5. The belief that the US Constitution continues to hold the key to a successful society and economy, particularly as described in the 1st, 2nd, 4th, 6th, 10th and 14th Amendments.

6. The belief that the American system of justice, and our unique form of capitalism, is the worst system for organizing humans on the planet, except for all of the other ones.

In closing, I will say that the above set of values and beliefs are held by most of the "progressives" and "liberals" I truck with on a daily basis. My point is that mainstream "conservatives" and "liberals" have a heck of a lot more in common than most people think. And our corrupt Two-Party System does more to divide us than any other aspect of our country's politics.


Michael A.

George Rebane

Michael – I accept the common definition of ‘pigeonhole’ from a modern online reference such as dictionary.com (“to assign to a definite place or to definite places in some orderly system”), and do not accept half the modern (mis)uses of English which elsewhere I have argued diminish the information carrying capacity of our language. Pigeonhole is simply the vernacular for assigning a labeled and broadly understood set of a priori attributes to some target object, notion, or person/people. And as such, ‘pigeonhole’ and ‘edify’ are about as orthogonal as they can get, since a pigeonholing can also be very edifying or not. Pigeonholing is commonly done for semantic compression, and can be used maliciously/humorously to assign added attributes to someone who evinces some of the attributes of the complete pigeonholed set.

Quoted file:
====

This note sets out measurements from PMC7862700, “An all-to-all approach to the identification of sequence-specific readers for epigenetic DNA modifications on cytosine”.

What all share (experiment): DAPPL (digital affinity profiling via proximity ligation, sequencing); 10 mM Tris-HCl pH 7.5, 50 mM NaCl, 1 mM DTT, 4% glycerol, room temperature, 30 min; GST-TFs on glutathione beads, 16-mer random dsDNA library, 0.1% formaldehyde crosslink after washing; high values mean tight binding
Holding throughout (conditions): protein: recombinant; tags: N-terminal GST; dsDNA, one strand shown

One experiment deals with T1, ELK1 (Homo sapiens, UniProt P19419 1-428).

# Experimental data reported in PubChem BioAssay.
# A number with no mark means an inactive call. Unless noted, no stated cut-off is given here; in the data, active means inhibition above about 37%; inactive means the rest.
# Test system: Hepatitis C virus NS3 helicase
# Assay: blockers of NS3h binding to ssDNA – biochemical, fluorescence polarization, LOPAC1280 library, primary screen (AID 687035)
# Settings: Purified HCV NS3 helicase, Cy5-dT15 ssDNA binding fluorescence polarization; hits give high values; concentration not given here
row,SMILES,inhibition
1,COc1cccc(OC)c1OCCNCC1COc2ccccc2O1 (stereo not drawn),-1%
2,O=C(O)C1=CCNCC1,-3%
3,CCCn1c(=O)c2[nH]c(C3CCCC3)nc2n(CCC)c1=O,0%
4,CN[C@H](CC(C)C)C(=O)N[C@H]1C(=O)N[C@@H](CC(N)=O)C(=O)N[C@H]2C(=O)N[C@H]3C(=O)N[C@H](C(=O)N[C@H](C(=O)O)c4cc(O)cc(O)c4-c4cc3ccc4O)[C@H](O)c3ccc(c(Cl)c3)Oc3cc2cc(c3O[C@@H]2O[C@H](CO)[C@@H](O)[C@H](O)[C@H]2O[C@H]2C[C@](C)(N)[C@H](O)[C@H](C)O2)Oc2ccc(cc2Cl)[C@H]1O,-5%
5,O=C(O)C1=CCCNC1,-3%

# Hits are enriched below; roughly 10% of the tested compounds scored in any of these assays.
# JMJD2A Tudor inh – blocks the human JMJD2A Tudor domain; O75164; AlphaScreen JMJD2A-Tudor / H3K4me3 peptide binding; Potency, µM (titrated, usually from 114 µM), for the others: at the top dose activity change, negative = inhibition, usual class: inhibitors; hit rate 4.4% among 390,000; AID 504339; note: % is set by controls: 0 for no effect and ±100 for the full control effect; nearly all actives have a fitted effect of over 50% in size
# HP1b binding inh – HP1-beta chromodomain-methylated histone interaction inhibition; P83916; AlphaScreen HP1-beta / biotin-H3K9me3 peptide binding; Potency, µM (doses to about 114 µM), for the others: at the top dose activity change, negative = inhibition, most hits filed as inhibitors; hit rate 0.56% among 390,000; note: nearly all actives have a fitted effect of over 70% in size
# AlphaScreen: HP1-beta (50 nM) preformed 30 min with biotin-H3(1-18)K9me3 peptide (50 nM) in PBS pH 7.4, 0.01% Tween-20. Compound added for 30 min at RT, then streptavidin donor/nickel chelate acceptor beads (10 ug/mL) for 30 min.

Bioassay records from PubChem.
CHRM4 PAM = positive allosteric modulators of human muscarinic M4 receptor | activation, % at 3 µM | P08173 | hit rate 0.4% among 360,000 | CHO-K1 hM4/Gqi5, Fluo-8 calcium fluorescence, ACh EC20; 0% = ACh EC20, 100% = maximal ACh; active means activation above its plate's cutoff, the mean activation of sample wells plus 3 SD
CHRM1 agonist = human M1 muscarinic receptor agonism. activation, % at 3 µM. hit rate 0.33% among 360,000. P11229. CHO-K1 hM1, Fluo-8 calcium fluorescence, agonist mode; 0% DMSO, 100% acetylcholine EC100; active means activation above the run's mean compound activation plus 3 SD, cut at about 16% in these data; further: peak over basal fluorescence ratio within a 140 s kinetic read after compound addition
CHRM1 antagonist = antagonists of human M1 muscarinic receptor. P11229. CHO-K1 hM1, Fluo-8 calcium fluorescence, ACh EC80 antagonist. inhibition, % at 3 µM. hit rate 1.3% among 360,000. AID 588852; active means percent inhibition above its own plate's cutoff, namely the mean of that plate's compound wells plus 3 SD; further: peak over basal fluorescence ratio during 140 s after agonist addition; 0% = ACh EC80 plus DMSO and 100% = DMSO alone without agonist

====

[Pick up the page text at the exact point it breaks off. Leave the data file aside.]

Re what label to call you or someone with the attributes you outline. To begin, at first blush I have no problem wrapping myself in those tenets with the most exception taken to #4 – I don’t understand the notion of “holding capitalism accountable”, sort of like “holding chastity accountable”, both are modes of behavior that some people believe in and practice. In themselves they feel no pain or reward, which are felt by people who practice them.

We all know that labels are a two-edged sword, absolutely necessary for the progress of civilization, but also can/do cause more heat than light, especially in multi-cultural societies that do not acknowledge a default culture for the public round.

Say, we want to attach labels to any combination and number of attributes selected from a superset of five attributes. Even if we firmly agreed on the semantic of each of these five attributes, we would be forced to come up with 5C1+5C2+5C3+5C4+5C5 = 31 labels to precisely parse those classes (xCy denotes the combination of x things taken y at a time). And this explodes as the number of attributes in the superset grows.

Nevertheless we can’t dispense with labels. The apparent custom we have adopted to solve the combinatoric explosion is to say ‘well, if he’s got any three out of the five that in my book define a hicklelooper, then the sumbich is a hicklelooper’. Quite frequently this results in some dust-ups, but we seem to have gotten by. Maybe you’re a hicklelooper ;-)